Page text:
Rick Bragg masterfully weaves together anecdotes about a true Southern legend—his grandfather. Capturing both the trials and the joys of his grandfather’s life, Bragg illumines the backwoods of north Georgia & Alabama during the Great Depression. Brawler, moonshiner, roofer, & lover, Charlie Bundrum was larger than life, adored by many & feared by most. It’s a gritty story, but also one of devotion & tenderness.
With the same emotional generosity and effortlessly compelling storytelling that made All Over But the Shoutin’ a national bestseller, Rick Bragg continues his personal history of the Deep South. This time he’s writing about his grandfather Charlie Bundrum, a man who died before Bragg was born but left an indelible imprint on the people who loved him. Drawing on their memories, Bragg reconstructs the life of an unlettered roofer who kept food on his family’s table through the worst of the Great Depression; a moonshiner who drank exactly one pint for every gallon he sold; an unregenerate brawler, who could sit for hours with a baby in the crook of his arm.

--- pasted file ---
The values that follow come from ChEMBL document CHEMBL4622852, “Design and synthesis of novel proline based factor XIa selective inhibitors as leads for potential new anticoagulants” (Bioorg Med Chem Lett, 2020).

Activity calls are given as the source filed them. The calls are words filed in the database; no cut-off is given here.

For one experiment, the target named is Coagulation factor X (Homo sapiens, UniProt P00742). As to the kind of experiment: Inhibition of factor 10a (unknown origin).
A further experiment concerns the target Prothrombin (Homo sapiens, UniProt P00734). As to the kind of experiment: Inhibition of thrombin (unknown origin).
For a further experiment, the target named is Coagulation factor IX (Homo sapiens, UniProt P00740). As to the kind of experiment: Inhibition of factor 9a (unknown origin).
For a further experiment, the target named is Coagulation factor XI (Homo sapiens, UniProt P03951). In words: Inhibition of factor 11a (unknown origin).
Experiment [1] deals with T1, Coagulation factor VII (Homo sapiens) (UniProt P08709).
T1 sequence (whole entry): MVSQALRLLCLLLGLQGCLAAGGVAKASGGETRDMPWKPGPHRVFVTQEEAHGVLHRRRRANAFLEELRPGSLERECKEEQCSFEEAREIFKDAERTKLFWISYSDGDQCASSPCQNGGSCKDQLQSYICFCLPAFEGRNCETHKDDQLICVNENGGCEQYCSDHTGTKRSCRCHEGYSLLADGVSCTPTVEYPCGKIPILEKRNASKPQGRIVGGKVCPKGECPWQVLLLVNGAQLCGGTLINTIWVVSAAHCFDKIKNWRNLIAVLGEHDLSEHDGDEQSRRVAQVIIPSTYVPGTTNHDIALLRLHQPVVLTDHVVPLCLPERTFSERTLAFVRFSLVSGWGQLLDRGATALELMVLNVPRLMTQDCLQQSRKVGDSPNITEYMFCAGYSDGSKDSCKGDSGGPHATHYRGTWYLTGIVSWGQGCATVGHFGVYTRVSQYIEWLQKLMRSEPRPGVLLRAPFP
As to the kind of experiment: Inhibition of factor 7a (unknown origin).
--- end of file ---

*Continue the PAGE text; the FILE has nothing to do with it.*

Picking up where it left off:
In telling Charlie’s story, Bragg conjures up the backwoods hamlets of Georgia and Alabama in the years when the roads were still dirt and real men never cussed in front of ladies. A masterly family chronicle and a human portrait so vivid you can smell the cornbread and whiskey, Ava’s Man is unforgettable.
About the Author
Rick Bragg is the best-selling author of All Over but the Shoutin’ and Somebody Told Me. A national correspondent for the TheNew York Times, he was awarded the Pulitzer Prize for feature writing in 1996. He lives in New Orleans.
“Grab[s] you from the first sentence....[and] stays with you long after you put it down....It is hard to think of a writer who reminds us more forcefully and wonderfully of what people and families are all about.” —The New York Times Book Review
“Earthy, mischievous, yet gorgeous. . . . [Bragg’s] tales . . . would not be out of place if they were told around a campfire.” —San Francisco Chronicle “As toothsome as a catfish supper. [Bragg] is every bit the equal of . . . Harper Lee and Truman Capote.” —People
“[Bragg has] a true gift for great storytelling (the kind...that makes you think it’s just a plain old story, until he gets to the end and you’re either weeping or covered with goosebumps).” —New Orleans Times-Picayune